Oh, Norman!


Location Harlem

Rent $659.24 (rent stabilized)

Square feet 675 (studio in eight-unit 1889 brownstone)

Occupant Duana C. Butler (filmmaker; marketing director, Film/Video Arts)

It looked like the Taj Mahal for a minute. Come out of the subway at 116th and there’s this big red, blue, and yellow dome in the sky, green minarets—”Welcome to Malcolm Shabazz Harlem Market.” It’s like being on vacation when the tour bus stops for shopping—purple satin robes with gold thread, bracelets made of pearl. I got a wedding present there for someone the other day, this beautiful bowl and carved giraffe heads on the knife and fork. You saw Native, the restaurant on Lenox. And Settepani, the café. When they dropped that down, I said, What? Everything’s happening so fast. That Conway came together overnight! My mother visited. She said, Where am I? She used to live across the street from here, ’91 to ’98. My sister, brother—he’s a manager of Banana Republic on Columbus—we all lived with her then. She works for HPD in lead contestation. Her landlords relocated her to renovate the brownstone but she didn’t like the way they did it so she moved back to the Bronx. I got this apartment six years ago—the typical tree-lined brownstone block. Friends say it’s like Sesame Street—Hi, Hi, Hi. I’m doing a documentary: Harlem Stories: A Community in Transition.

Every other brownstone is either boarded up or stunningly restored. I dream of owning a brownstone. I come from a renting family. I don’t know what ownership is.

You should talk to your landlord. Actually you have some very interesting landlords. The one now, Orlando Rivera, is head of the Greater Harlem Real Estate Board Development Fund—they give home-ownership seminars. It turns out he used to work for the late Chicago mayor Harold Washington. He said he was at his New York City HPD office in 1986 and this man popped up at the door and said, Hi, I’m Harold. He wanted Orlando, who was in tax indication, to work for him in Chicago. Anyway, Orlando and his wife, she’s a bank VP, he said they’re homeless because they were about to buy a brownstone—he said he just owns this one with other relatives as an investment—but he found out he was being “scammed.” Here he is, the expert at “smelling real estate scandals.” He said Harlem prices are crazy today, “no rhyme or reason. You could pay a million for a shell with no floors. . . . If it’s in Harlem, it’s a million.” He bought your building from Queva Lutz, who really sounds interesting. She wasn’t raised in Harlem or anything. She said she got her first Harlem property in 1982 and then this building and then renovated it “in two months” because she didn’t want to “inconvenience” the tenants. She said she was raised all over the country, left home at 16, never went to college, had her own business for 25 years with all kinds of properties, some on the National Register of Historic Places, plus she owns 55 Bar, the jazz club in the Village. She had some operation. When something needed to be fixed, wham. Her people were there. This is such a cute apartment. But I’m a homebody who doesn’t get to spend time in her home. At night, I crash. I have so many projects. I could just be in my home for hours. My one recurring dream is I move into a new place. It’s always a huge apartment. I’m excited because I get to fix this new place up. I might have the dream two or three times a month.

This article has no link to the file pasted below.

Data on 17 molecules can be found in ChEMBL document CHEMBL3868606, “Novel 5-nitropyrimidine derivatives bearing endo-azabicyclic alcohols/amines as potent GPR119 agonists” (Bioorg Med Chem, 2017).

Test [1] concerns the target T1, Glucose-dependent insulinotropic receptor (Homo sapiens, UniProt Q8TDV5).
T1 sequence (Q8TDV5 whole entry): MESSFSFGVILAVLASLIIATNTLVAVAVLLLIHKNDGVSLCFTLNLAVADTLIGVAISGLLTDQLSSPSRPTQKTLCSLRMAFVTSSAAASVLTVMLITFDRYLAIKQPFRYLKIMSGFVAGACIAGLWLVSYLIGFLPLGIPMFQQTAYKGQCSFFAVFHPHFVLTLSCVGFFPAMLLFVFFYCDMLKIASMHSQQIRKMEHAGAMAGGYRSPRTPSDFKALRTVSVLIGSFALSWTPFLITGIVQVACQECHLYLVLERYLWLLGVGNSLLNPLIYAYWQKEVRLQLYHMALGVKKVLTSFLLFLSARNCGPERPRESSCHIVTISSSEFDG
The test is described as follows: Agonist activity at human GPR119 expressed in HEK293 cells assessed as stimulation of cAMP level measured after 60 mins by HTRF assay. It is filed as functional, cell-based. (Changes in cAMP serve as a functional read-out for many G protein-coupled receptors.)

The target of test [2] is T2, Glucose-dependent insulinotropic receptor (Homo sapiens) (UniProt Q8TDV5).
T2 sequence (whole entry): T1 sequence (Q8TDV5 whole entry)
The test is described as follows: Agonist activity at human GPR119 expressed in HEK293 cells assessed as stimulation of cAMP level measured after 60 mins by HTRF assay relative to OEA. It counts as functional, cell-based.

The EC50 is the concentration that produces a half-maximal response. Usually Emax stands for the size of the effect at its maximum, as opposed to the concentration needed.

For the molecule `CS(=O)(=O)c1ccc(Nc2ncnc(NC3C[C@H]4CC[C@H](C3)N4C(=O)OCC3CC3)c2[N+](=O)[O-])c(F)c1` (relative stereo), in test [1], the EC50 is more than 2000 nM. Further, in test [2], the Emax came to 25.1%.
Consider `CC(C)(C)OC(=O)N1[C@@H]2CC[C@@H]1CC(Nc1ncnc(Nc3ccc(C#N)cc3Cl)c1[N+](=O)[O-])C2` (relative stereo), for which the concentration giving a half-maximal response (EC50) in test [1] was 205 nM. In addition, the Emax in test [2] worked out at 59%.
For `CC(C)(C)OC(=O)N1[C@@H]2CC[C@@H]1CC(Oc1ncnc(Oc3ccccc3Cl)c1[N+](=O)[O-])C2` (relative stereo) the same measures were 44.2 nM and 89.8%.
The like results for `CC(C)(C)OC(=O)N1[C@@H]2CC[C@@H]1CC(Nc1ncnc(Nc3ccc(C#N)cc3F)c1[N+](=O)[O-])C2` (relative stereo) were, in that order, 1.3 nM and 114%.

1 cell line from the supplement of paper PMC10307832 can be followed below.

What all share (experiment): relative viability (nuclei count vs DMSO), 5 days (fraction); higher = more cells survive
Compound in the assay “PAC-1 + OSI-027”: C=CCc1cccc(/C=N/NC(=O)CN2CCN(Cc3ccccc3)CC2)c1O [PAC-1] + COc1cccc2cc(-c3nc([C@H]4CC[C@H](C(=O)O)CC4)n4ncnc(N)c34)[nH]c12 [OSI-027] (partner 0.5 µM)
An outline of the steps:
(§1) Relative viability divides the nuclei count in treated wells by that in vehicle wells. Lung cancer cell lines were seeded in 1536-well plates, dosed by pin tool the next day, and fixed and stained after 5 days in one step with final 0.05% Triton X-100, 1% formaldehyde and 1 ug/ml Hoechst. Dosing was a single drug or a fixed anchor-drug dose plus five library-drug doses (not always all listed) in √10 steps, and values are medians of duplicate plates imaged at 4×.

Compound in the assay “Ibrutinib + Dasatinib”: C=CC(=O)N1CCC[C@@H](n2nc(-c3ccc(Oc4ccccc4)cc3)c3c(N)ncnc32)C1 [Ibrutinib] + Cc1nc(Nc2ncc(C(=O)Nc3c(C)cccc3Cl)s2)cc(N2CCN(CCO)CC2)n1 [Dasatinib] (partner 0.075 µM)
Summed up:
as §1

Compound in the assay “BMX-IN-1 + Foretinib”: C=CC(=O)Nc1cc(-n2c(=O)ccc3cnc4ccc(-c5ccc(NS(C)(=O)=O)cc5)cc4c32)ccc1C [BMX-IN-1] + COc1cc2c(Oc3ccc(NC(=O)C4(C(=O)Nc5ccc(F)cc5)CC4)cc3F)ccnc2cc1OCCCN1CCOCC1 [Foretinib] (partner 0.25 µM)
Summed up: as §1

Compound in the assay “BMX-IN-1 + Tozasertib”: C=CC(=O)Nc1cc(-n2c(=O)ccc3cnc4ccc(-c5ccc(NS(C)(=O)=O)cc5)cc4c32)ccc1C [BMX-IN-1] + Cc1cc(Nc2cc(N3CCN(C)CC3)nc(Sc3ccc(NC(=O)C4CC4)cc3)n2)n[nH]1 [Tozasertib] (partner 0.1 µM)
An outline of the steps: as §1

I had one a few weeks ago. I met Norman Mailer at this diner, little counter stools, and we went to his apartment, a tenement, with a tub in the kitchen. We had an affair. While he was taking a shower, there was his jacket hanging, a wide-wale corduroy in that ’70s tan color. I wrote about him on the back of the jacket with chalk, all this text, and then I thought, Oh no, he’ll walk around and everybody will be able to read about him. So I was scrubbing it off with a wet paper towel.